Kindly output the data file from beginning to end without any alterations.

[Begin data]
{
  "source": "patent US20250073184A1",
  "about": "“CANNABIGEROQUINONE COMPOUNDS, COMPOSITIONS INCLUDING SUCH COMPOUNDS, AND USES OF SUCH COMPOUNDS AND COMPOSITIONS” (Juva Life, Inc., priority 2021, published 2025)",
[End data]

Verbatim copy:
{
  "source": "patent US20250073184A1",
  "about": "“CANNABIGEROQUINONE COMPOUNDS, COMPOSITIONS INCLUDING SUCH COMPOUNDS, AND USES OF SUCH COMPOUNDS AND COMPOSITIONS” (Juva Life, Inc., priority 2021, published 2025)",